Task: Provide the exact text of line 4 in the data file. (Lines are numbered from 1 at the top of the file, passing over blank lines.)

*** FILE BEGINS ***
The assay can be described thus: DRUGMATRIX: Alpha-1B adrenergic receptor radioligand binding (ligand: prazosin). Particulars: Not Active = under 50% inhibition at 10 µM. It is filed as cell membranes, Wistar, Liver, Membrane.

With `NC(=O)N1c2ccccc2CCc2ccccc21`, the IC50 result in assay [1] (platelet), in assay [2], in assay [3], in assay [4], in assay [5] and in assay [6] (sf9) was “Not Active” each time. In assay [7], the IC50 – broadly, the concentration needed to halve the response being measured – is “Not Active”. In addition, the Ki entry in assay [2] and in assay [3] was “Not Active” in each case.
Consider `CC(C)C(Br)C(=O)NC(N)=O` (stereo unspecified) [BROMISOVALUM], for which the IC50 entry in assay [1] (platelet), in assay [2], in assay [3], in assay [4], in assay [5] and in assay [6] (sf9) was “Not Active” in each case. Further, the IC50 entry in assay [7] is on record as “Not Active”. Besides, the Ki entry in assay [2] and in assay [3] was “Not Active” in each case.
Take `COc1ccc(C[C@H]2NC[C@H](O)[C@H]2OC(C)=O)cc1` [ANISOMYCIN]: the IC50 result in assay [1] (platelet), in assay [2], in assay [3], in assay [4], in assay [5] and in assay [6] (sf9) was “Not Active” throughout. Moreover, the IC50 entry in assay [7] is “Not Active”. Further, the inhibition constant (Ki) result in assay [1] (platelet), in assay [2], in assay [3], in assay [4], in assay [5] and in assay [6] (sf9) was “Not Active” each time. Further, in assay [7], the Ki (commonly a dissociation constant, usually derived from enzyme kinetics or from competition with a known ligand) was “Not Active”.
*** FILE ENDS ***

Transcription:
Take `COc1ccc(C[C@H]2NC[C@H](O)[C@H]2OC(C)=O)cc1` [ANISOMYCIN]: the IC50 result in assay [1] (platelet), in assay [2], in assay [3], in assay [4], in assay [5] and in assay [6] (sf9) was “Not Active” throughout. Moreover, the IC50 entry in assay [7] is “Not Active”. Further, the inhibition constant (Ki) result in assay [1] (platelet), in assay [2], in assay [3], in assay [4], in assay [5] and in assay [6] (sf9) was “Not Active” each time. Further, in assay [7], the Ki (commonly a dissociation constant, usually derived from enzyme kinetics or from competition with a known ligand) was “Not Active”.